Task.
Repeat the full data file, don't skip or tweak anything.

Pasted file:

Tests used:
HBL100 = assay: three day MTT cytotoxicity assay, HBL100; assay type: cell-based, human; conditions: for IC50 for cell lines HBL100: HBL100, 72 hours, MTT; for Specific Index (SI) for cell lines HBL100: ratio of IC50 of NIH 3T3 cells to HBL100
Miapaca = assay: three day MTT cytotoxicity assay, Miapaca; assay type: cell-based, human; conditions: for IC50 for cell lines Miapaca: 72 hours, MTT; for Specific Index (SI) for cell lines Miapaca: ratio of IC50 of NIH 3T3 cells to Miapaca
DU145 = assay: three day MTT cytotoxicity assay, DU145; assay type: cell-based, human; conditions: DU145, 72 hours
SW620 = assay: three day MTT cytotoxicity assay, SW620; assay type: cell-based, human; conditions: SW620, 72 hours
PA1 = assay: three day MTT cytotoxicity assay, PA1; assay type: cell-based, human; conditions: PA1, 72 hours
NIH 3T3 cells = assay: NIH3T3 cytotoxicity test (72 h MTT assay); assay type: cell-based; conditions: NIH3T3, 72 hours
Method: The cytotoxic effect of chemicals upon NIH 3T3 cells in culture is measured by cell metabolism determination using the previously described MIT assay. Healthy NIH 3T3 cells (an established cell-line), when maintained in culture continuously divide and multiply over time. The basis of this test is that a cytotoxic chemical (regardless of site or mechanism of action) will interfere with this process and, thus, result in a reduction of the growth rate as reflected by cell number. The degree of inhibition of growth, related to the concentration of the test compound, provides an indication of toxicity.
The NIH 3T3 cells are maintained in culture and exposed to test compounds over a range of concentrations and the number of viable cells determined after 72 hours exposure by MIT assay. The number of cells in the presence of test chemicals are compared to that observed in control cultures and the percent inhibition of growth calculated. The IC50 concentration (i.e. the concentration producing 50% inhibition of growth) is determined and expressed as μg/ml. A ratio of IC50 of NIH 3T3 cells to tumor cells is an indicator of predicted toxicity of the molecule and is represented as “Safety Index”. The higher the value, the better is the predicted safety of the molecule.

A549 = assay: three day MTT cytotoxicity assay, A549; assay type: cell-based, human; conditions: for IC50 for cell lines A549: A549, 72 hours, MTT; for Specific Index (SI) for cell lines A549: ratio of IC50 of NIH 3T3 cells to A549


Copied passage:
Tests used:
HBL100 = assay: three day MTT cytotoxicity assay, HBL100; assay type: cell-based, human; conditions: for IC50 for cell lines HBL100: HBL100, 72 hours, MTT; for Specific Index (SI) for cell lines HBL100: ratio of IC50 of NIH 3T3 cells to HBL100
Miapaca = assay: three day MTT cytotoxicity assay, Miapaca; assay type: cell-based, human; conditions: for IC50 for cell lines Miapaca: 72 hours, MTT; for Specific Index (SI) for cell lines Miapaca: ratio of IC50 of NIH 3T3 cells to Miapaca
DU145 = assay: three day MTT cytotoxicity assay, DU145; assay type: cell-based, human; conditions: DU145, 72 hours
SW620 = assay: three day MTT cytotoxicity assay, SW620; assay type: cell-based, human; conditions: SW620, 72 hours
PA1 = assay: three day MTT cytotoxicity assay, PA1; assay type: cell-based, human; conditions: PA1, 72 hours
NIH 3T3 cells = assay: NIH3T3 cytotoxicity test (72 h MTT assay); assay type: cell-based; conditions: NIH3T3, 72 hours
Method: The cytotoxic effect of chemicals upon NIH 3T3 cells in culture is measured by cell metabolism determination using the previously described MIT assay. Healthy NIH 3T3 cells (an established cell-line), when maintained in culture continuously divide and multiply over time. The basis of this test is that a cytotoxic chemical (regardless of site or mechanism of action) will interfere with this process and, thus, result in a reduction of the growth rate as reflected by cell number. The degree of inhibition of growth, related to the concentration of the test compound, provides an indication of toxicity.
The NIH 3T3 cells are maintained in culture and exposed to test compounds over a range of concentrations and the number of viable cells determined after 72 hours exposure by MIT assay. The number of cells in the presence of test chemicals are compared to that observed in control cultures and the percent inhibition of growth calculated. The IC50 concentration (i.e. the concentration producing 50% inhibition of growth) is determined and expressed as μg/ml. A ratio of IC50 of NIH 3T3 cells to tumor cells is an indicator of predicted toxicity of the molecule and is represented as “Safety Index”. The higher the value, the better is the predicted safety of the molecule.

A549 = assay: three day MTT cytotoxicity assay, A549; assay type: cell-based, human; conditions: for IC50 for cell lines A549: A549, 72 hours, MTT; for Specific Index (SI) for cell lines A549: ratio of IC50 of NIH 3T3 cells to A549